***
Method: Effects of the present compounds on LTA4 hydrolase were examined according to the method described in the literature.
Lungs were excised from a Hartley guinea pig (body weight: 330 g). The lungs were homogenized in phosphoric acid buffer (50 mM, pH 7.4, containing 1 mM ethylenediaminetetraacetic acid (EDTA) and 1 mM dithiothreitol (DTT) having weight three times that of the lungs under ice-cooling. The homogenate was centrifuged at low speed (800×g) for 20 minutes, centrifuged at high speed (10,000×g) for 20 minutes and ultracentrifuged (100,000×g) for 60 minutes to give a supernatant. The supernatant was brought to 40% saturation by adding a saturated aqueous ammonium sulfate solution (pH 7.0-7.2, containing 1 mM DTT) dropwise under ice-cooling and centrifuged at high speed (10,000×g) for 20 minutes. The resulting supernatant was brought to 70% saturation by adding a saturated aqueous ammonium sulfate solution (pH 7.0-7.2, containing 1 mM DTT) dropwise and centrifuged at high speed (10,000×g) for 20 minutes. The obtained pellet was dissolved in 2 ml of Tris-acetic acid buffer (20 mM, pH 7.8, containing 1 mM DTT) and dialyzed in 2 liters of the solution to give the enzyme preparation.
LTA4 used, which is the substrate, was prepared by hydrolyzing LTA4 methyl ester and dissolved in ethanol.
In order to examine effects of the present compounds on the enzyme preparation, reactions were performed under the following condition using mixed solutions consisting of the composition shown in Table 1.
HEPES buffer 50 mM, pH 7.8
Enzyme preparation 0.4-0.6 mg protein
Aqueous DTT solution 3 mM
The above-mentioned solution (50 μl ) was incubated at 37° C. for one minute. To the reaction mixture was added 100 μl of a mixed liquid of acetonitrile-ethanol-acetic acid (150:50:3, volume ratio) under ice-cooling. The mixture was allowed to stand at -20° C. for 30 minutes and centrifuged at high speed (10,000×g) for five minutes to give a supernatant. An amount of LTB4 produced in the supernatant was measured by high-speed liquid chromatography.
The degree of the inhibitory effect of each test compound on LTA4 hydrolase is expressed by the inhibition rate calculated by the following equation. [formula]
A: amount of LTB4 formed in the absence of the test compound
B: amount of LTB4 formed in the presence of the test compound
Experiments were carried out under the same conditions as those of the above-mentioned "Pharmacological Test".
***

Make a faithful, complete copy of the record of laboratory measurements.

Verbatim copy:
Method: Effects of the present compounds on LTA4 hydrolase were examined according to the method described in the literature.
Lungs were excised from a Hartley guinea pig (body weight: 330 g). The lungs were homogenized in phosphoric acid buffer (50 mM, pH 7.4, containing 1 mM ethylenediaminetetraacetic acid (EDTA) and 1 mM dithiothreitol (DTT) having weight three times that of the lungs under ice-cooling. The homogenate was centrifuged at low speed (800×g) for 20 minutes, centrifuged at high speed (10,000×g) for 20 minutes and ultracentrifuged (100,000×g) for 60 minutes to give a supernatant. The supernatant was brought to 40% saturation by adding a saturated aqueous ammonium sulfate solution (pH 7.0-7.2, containing 1 mM DTT) dropwise under ice-cooling and centrifuged at high speed (10,000×g) for 20 minutes. The resulting supernatant was brought to 70% saturation by adding a saturated aqueous ammonium sulfate solution (pH 7.0-7.2, containing 1 mM DTT) dropwise and centrifuged at high speed (10,000×g) for 20 minutes. The obtained pellet was dissolved in 2 ml of Tris-acetic acid buffer (20 mM, pH 7.8, containing 1 mM DTT) and dialyzed in 2 liters of the solution to give the enzyme preparation.
LTA4 used, which is the substrate, was prepared by hydrolyzing LTA4 methyl ester and dissolved in ethanol.
In order to examine effects of the present compounds on the enzyme preparation, reactions were performed under the following condition using mixed solutions consisting of the composition shown in Table 1.
HEPES buffer 50 mM, pH 7.8
Enzyme preparation 0.4-0.6 mg protein
Aqueous DTT solution 3 mM
The above-mentioned solution (50 μl ) was incubated at 37° C. for one minute. To the reaction mixture was added 100 μl of a mixed liquid of acetonitrile-ethanol-acetic acid (150:50:3, volume ratio) under ice-cooling. The mixture was allowed to stand at -20° C. for 30 minutes and centrifuged at high speed (10,000×g) for five minutes to give a supernatant. An amount of LTB4 produced in the supernatant was measured by high-speed liquid chromatography.
The degree of the inhibitory effect of each test compound on LTA4 hydrolase is expressed by the inhibition rate calculated by the following equation. [formula]
A: amount of LTB4 formed in the absence of the test compound
B: amount of LTB4 formed in the presence of the test compound
Experiments were carried out under the same conditions as those of the above-mentioned "Pharmacological Test".